Micro Markets New Jersey, Princeton, Toms River and Edison
Most consumers want the convenience and variety offered by Vending Micro Markets. However, vending micro markets may not work in every situation. First, one must consider the space available for a micro market. Micro markets require an area of around 50 square feet as a minimum. Does you company have such an area. Depending on the products you wish to have in your micro market (how many, which ones) more area may be required.
Does your company have enough employees to justify a vending micro market? When vending micro markets first were introduced they were often seen as alternatives to the employee cafeteria and operators required that a location have 300-400 employees before installing a vending micro market. As vending micro markets increased in popularity that number has dropped to 100 employees and on some occasions fewer than that!
Is traditional vending working for your company? Are your employees happy with the items they purchase from your current vending machines? If not contact Vending Needs for more information about how micro markets can work for you and your company!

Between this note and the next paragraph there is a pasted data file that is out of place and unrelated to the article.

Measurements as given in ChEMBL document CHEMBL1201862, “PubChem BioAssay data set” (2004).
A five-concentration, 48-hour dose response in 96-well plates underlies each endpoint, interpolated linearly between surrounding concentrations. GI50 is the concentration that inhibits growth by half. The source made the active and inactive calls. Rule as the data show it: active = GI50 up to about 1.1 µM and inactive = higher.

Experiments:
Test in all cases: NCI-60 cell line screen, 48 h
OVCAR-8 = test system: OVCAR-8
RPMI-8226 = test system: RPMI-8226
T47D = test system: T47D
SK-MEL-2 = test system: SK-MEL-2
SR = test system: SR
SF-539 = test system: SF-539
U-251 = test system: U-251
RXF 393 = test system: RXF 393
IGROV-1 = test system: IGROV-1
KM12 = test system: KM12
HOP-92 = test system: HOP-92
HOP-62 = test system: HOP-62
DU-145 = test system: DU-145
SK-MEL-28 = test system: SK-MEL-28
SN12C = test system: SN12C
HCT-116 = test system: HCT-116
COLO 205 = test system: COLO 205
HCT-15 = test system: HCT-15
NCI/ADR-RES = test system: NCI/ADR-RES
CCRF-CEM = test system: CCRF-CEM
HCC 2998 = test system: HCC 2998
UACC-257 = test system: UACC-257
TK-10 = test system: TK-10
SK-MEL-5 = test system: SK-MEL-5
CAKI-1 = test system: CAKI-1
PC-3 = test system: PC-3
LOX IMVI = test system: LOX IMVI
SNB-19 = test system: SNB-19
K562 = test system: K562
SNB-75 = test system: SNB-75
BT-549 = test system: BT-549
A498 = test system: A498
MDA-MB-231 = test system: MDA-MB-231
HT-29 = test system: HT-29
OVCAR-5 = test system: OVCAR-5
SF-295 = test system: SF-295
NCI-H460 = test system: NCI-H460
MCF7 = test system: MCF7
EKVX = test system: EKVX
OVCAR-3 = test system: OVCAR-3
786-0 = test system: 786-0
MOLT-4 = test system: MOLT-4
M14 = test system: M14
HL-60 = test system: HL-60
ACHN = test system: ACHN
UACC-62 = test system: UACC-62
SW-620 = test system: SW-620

Did you know that vending machines are the most commonly reported source of onsite food? It’s true. Nearly two-thirds of large employers have vending options available, while about a quarter of smaller employers do. Keeping your employees and guests happy and fed is very important.
Imagine, for a minute, choosing to replace the vending machines in your building with a mini convenience store. Instead of paying for each item individually, customers would choose all the items they want to purchase and pay for it all at once at an easy to use self-checkout station. This is life with micromarkets!
Consumers are driving the evolution of micromarket innovations. Quite simply, people want more variety, more access, more payment options and—perhaps most of all—fresh food ingredients. Micromarkets meet all of these demands.
Convenience: Micromarkets can be set up in locations where customers otherwise wouldn't be able to easily purchase perishable goods. Self-service kiosks eliminate many of the problems associated with traditional vending machines such as stuck merchandise or faulty coin/bill mechanisms. Instead, micromarkets offer secure payment options such as credit/debit cards, cash, smartphone, fingerprint reader, and even payroll deduction.
Variety: Micromarkets go beyond the vending of prepackaged foods, although they certainly can provide them. Today’s consumer, however, seeks fresh foods and beverages, which micromarkets can stock in every variety. In addition to food, they can vend sundries, small electronics, travel gear and other items typically found in convenience stores.
Novelty: Nothing sells better than “newness,” especially if the innovation also offers value. Micromarkets are currently perceived as fun. However, even once their novelty fades, the experience is so easy to navigate that consumers may return to or choose them over a more conventional means of acquiring the same goods.